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Like father, like son

Southampton resident to open Italian-American restaurant The Iron Oven this spring

By Samantha Bambino

The Times

Local flavor: The team behind Southampton’s The Iron Oven is (from left) general manager Ted Ridings, owner Alex Nalbandian and chef Alan. The Italian-American restaurant is slated to open at 1134 Street Road on April 25. Samantha Bambino / Times Photo

A little more than three decades ago, the doors were opened of what would become a staple in the Philadelphia food scene. The eatery was Rising Sun Pizza, which continues to thrive today at its 6919 Rising Sun Ave. location in the Northeast. Growing up, Southampton’s Alex Nalbandian watched in awe as his father Samuel built the business from scratch, serving as his tiny shadow to learn the ins and outs of running a successful restaurant.

After a lifetime of learning from the best and nine years managing Rising Sun himself, Nalbandian is gearing up for an exciting project of his own — The Iron Oven, a casual, Italian-American restaurant slated to open April 25 at 1134 Street Road in Southampton.

Plans began about 10 months ago when Nalbandian partnered with Bristol resident and general manager Ted Ridings, who boasts 30 years experience in the food industry.

“I just enjoy the business,” he said. “I’m passionate about it. You always treat the guests like they’re in your house.”

To give customers the star treatment they deserve, they had to transform the somewhat dark and dingy building into a more welcoming atmosphere. Nalbandian, who lives a mere two minutes away, stumbled upon it one day, seeing the building as a diamond in the rough rather than a lost cause. Ever since, he and his team have been working diligently on renovations to make 1134 Street Road a hub for friends and families, an initiative he and Ridings said the community is backing 100 percent.

“They want to see it succeed because it’s such a great location and a beautiful building,” Ridings said. “It’s a property that should be doing a lot better than it does.”

It’s safe to say the building has had a bit of a rough past. Previously, it was home to Kenny’s, which was rated the №1 dive bar on the East Coast. After almost 20 years in operation, the bar closed and the building was demolished, later rebuilt into the space seen today. According to Ridings, a New York-based food company occupied it for some time, though the owners never immersed themselves in the surrounding community and eventually let the business go under.

This won’t be the case for The Iron Oven.

“Myself and Alex, on our separate paths, we’ve always believed in the community,” Ridings said. “Every concept I’ve worked for, we’re big into the police, we’re big into the towns, the kids and giving back to schools.”

Nalbandian, whose Rising Sun Pizza has a longstanding history of donating to local churches and sponsoring Little League baseball teams, understands firsthand the importance of being a team player, not just another business owner looking to make a quick buck.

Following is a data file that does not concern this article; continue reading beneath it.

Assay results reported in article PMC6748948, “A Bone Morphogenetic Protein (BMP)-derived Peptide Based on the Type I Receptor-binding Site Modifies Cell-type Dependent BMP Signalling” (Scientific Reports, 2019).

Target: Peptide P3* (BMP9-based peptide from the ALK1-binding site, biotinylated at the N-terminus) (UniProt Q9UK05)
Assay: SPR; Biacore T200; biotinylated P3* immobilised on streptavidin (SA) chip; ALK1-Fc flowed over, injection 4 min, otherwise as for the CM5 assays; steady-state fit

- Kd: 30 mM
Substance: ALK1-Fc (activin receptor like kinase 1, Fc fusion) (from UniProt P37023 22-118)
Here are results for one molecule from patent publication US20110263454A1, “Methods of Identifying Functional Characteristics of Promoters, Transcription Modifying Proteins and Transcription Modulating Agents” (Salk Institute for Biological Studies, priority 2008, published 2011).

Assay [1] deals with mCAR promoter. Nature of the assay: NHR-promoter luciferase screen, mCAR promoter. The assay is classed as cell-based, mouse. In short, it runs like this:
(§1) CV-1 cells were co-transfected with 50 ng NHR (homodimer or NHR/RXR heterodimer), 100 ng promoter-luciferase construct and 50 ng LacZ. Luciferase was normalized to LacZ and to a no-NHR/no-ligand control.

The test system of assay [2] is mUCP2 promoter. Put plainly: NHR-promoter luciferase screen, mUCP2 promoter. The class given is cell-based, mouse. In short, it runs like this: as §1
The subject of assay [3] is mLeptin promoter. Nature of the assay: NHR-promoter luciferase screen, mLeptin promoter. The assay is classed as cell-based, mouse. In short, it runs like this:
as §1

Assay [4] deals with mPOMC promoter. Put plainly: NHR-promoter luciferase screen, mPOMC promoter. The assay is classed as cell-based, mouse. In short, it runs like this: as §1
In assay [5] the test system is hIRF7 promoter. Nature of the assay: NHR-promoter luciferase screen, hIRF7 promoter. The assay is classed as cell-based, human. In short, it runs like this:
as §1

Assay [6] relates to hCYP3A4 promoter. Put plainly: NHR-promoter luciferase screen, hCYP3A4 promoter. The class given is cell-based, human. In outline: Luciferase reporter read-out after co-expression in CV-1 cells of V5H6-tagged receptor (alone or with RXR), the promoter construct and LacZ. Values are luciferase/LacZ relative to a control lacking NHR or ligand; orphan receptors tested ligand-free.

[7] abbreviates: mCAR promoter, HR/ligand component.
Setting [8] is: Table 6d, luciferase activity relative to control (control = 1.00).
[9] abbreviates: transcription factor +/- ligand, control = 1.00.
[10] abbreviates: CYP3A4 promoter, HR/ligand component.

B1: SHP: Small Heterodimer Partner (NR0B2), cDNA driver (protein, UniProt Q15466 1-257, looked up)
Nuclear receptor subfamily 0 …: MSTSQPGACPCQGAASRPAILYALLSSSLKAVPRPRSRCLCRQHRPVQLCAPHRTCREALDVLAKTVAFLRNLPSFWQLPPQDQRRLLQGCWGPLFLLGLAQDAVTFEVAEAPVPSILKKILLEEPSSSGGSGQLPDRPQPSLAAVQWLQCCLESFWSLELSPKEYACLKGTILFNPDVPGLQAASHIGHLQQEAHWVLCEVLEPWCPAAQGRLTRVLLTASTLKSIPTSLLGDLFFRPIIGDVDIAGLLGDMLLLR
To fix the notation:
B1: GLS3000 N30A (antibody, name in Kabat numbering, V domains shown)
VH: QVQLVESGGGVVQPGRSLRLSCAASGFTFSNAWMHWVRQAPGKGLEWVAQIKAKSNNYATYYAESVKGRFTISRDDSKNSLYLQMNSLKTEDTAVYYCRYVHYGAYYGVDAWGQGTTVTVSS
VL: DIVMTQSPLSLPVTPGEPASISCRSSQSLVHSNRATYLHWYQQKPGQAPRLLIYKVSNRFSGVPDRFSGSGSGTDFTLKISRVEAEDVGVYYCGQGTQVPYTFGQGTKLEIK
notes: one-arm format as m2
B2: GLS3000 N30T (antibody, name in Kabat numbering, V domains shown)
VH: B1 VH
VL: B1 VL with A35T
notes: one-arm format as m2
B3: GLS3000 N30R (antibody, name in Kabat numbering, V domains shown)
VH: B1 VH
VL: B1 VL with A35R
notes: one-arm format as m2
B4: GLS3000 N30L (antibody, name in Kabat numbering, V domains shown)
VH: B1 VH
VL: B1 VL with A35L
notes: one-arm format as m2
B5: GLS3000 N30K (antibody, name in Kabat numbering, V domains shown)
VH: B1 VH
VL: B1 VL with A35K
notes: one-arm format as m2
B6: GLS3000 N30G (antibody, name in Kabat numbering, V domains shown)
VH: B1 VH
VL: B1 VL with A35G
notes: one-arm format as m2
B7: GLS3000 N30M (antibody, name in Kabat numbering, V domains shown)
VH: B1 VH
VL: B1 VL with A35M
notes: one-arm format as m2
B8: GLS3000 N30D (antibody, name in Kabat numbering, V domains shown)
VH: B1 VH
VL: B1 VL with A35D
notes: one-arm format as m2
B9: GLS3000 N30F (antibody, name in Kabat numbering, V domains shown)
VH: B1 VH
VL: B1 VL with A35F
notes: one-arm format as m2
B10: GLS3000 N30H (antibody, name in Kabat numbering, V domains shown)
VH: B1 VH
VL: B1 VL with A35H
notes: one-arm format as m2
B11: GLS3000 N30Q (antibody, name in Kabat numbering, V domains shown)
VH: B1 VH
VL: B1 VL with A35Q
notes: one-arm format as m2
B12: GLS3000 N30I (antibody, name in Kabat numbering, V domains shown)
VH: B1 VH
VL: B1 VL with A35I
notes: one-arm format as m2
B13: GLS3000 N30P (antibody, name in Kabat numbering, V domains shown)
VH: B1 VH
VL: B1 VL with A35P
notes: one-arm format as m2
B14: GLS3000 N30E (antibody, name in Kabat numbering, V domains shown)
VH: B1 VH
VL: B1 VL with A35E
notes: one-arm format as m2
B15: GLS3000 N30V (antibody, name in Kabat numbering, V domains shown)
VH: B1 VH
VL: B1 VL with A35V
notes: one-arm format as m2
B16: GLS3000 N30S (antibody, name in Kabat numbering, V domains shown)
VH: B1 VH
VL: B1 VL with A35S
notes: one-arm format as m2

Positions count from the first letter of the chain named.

“It can’t just be you. If the whole community dies around you, you die,” he said. “When you help out the community, it’s not just to bring in business. It’s to see that other people are happy and to help everyone else. When they’re helped, you’re helped.”

“Without the community, we’re in the unemployment line. We’re closing the doors,” Ridings added. “We need them more than they need us.”

During his years at Rising Sun, Nalbandian established a rapport with local police officers and firemen, and he hopes The Iron Oven can serve as a haven for those of Bucks County. He’s still finalizing details, but hopes to offer a discount one day a week for first responders.

“These people put their lives on the line daily,” Ridings said. “It’s the least we can do.”

Though finishing touches are still being placed on the interior of The Iron Oven, the relaxed atmosphere Nalbandian wants to achieve is already evident. With its outdoor patio, versatile doors and comfortably spacious seating area, the restaurant may just be the new go-to spot for summer nights out with family and friends.

“You’re here to have a good time, not to be serious,” he said.

Of course, a good time has to involve some delicious food, and The Iron Oven will have no shortage of that. Nalbandian plans to offer a larger-than-average menu, with specials varying every two weeks. A staple item will be the stromboli, which he said people drive miles for at Rising Sun, sometimes ordering five at a time.

“It’s something that has kept us in business for 35 years,” he said. “I knew I needed to do something different to be successful. If I’m just like any other restaurant, then what’s the point?”

Nalbandian has faith his strombolis will be a hit with customers at The Iron Oven since “no one does it as good as we do.”

You can’t argue with that.

Other signature menu items will include Iron Oven fries and drinks made from fresh fruit (none of that frozen pureed stuff) and, as Ridings described, “the best tequila you can buy.”

“The menu is really going to open people’s eyes around here,” he said. “We’re going to pride ourselves on our food. Because if your food’s not 110 percent, somebody’s down the street is.” As Nalbandian counts down the days until The Iron Oven opens to the public, he wants people to know it’s not going to be just another restaurant. It’s his baby, something he’ll continue to put his heart and soul into for years to come.

“Any profits I’m making, I’m putting straight back into the restaurant,” he said. “I’m here every single day, and I want to make sure it’s perfect for everyone.” ••

Keep up with The Iron Oven at facebook.com/TheIronOvenRestaurant and ironoven.com.

Samantha Bambino can be reached at sbambino@newspapermediagroup.com

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